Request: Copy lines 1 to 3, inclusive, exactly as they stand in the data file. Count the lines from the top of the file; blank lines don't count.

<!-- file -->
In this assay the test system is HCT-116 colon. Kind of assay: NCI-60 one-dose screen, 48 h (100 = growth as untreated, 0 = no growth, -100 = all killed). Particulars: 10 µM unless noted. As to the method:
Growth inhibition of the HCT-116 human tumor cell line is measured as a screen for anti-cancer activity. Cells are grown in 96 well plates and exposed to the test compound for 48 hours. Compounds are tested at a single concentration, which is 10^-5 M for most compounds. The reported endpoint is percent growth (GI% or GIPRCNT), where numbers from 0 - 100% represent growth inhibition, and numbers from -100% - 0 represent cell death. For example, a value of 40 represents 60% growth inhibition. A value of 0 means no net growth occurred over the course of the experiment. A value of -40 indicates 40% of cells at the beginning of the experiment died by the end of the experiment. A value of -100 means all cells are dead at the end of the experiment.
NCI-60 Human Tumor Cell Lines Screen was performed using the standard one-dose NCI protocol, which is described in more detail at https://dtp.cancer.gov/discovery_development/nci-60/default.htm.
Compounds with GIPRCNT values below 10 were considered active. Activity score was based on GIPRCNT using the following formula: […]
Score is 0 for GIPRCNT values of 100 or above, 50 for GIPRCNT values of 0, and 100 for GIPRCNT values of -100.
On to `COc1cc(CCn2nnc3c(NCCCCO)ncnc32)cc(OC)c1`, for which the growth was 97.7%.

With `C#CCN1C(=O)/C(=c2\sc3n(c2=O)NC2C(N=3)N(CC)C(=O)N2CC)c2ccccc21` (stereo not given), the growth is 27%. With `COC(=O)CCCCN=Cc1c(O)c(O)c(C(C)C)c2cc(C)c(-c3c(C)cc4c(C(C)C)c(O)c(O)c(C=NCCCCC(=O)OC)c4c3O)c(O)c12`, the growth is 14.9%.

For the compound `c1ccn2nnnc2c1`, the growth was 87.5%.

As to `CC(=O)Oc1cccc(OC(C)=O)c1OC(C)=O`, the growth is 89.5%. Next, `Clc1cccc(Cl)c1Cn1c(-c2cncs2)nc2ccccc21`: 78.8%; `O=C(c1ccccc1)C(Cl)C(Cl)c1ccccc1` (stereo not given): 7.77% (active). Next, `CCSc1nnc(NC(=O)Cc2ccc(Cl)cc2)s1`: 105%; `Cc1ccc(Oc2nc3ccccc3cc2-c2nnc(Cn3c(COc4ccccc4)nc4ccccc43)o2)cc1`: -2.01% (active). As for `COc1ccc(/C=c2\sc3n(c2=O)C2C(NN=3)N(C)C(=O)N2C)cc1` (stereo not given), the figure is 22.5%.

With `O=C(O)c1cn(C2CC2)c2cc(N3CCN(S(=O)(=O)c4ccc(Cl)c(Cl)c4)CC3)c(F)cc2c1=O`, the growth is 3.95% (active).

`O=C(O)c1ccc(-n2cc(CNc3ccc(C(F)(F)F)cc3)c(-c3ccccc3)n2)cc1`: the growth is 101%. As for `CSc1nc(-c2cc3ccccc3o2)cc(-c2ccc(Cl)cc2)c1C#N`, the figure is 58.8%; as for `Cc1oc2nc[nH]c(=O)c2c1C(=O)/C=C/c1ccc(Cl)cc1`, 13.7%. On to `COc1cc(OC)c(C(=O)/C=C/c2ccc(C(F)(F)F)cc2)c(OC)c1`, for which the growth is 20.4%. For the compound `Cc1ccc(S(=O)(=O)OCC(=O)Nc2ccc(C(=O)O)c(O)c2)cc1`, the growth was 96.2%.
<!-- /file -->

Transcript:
In this assay the test system is HCT-116 colon. Kind of assay: NCI-60 one-dose screen, 48 h (100 = growth as untreated, 0 = no growth, -100 = all killed). Particulars: 10 µM unless noted. As to the method:
Growth inhibition of the HCT-116 human tumor cell line is measured as a screen for anti-cancer activity. Cells are grown in 96 well plates and exposed to the test compound for 48 hours. Compounds are tested at a single concentration, which is 10^-5 M for most compounds. The reported endpoint is percent growth (GI% or GIPRCNT), where numbers from 0 - 100% represent growth inhibition, and numbers from -100% - 0 represent cell death. For example, a value of 40 represents 60% growth inhibition. A value of 0 means no net growth occurred over the course of the experiment. A value of -40 indicates 40% of cells at the beginning of the experiment died by the end of the experiment. A value of -100 means all cells are dead at the end of the experiment.
NCI-60 Human Tumor Cell Lines Screen was performed using the standard one-dose NCI protocol, which is described in more detail at https://dtp.cancer.gov/discovery_development/nci-60/default.htm.